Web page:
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By Dipo Olowookere
A global finance and investment analysis firm, Moody’s Investor Service, has predicted that bank customers, particularly in Nigeria, South Africa and Kenya, will find it difficult to meet their loan obligations due to rising inflation in these three largest African economies.
In a report released Wednesday titled Banks–Africa: Rising inflation will weigh on the profitability of African banks, the rating agency postulated that customers who took out loans from banks will first consider survival before thinking about repayment, which, in turn, will affect lenders’ profitability.
He expressed concern about the impact that the rising cost of living and inflation will have on the economies of the three countries under consideration.
“We expect banks’ exposure to sectors most vulnerable to inflation, such as households, to be a key factor impacting their provisioning costs.
“Higher inflation will decrease borrowers’ ability to repay as income will be needed to meet other competing and rising costs,” part of the report said.
“Higher interest rates will also increase the debt burden of borrowers by increasing nominal repayments. We expect inflation and high interest rates to increase provisioning needs across all systems,” he added.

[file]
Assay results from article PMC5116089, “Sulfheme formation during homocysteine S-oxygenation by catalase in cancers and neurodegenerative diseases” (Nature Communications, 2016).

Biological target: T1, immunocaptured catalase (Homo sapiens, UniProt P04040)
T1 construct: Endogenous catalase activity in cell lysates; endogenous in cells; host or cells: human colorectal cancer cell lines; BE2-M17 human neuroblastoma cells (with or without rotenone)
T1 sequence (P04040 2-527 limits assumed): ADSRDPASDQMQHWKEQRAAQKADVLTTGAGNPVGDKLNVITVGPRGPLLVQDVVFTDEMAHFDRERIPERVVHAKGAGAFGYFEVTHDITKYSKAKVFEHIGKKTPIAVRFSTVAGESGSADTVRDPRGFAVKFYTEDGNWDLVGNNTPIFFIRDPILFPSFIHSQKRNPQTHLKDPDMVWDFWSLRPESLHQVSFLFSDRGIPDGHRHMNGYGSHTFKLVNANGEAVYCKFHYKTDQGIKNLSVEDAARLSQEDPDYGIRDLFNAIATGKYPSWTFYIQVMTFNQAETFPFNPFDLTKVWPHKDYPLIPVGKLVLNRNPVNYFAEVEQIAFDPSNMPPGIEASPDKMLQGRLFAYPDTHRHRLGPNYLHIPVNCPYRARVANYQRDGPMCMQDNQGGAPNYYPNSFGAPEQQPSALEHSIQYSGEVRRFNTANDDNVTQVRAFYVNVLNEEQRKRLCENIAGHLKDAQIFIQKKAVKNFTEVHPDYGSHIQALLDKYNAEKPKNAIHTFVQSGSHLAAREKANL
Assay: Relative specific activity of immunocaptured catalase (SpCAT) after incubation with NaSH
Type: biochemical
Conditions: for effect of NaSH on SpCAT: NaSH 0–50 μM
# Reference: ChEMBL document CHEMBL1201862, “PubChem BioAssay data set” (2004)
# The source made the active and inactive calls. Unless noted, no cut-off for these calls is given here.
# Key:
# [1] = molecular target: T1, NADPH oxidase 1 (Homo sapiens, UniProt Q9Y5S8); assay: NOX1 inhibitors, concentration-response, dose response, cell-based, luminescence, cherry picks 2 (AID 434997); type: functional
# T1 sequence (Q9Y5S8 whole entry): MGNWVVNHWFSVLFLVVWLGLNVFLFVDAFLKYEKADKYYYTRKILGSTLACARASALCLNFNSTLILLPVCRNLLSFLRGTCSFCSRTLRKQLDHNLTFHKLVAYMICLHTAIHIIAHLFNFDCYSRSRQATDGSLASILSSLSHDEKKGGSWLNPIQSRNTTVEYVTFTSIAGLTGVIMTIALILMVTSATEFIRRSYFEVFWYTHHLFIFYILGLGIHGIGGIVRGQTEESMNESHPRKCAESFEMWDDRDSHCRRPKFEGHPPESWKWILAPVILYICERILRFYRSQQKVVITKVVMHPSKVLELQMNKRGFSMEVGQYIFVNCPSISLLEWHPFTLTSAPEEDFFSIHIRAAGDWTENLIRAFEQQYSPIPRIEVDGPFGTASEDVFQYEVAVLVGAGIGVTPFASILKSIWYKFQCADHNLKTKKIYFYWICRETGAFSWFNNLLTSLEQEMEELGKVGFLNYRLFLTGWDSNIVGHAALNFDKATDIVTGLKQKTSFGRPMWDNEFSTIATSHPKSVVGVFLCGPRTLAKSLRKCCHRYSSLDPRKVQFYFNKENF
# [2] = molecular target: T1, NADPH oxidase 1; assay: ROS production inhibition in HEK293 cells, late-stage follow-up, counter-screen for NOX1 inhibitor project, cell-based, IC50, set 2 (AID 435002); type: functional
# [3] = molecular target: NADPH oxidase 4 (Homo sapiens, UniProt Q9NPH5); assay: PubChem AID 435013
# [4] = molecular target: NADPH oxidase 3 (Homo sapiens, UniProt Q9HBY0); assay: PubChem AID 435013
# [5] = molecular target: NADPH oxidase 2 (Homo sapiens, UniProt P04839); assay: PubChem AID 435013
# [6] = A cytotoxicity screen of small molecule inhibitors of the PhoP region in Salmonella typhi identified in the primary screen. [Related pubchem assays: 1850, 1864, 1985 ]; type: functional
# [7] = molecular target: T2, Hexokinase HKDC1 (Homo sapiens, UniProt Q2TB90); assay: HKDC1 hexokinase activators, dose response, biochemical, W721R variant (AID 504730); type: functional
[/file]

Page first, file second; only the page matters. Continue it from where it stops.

In addition, Moody’s noted that “in general, we expect banks with the most exposure to domestic borrowers to face the highest loan loss provisioning charges.
“While inflation will reduce the real value of outstanding debt, household incomes may not rise fast enough to meet rising repayment costs.”
However, the company expects Nigeria’s gross domestic product (GDP) to grow by 4.0% next year, while South Africa is expected to grow by 1.5%, with Kenya expected to reach 5.3%.
To deal with high inflation, Moody’s said central banks would continue to raise interest rates, just as the Central Bank of Nigeria (CBN) did at the last two Monetary Policy Committee meetings. (MPC), where it first increased it from 11.5% to 13.0% and then to 14.0%.
“Some central banks could tighten monetary policy further to control inflation and prevent local currency depreciation, especially as interest rates in the United States rise, drawing capital away from riskier African economies.
“In Nigeria, competition for longer-maturity deposits to meet Basel III2 liquidity requirements has led to the growth of price-sensitive term deposit products, which will gradually increase funding costs and moderate the expansion of margins as these deposits are rolled over at higher rates,” the company said.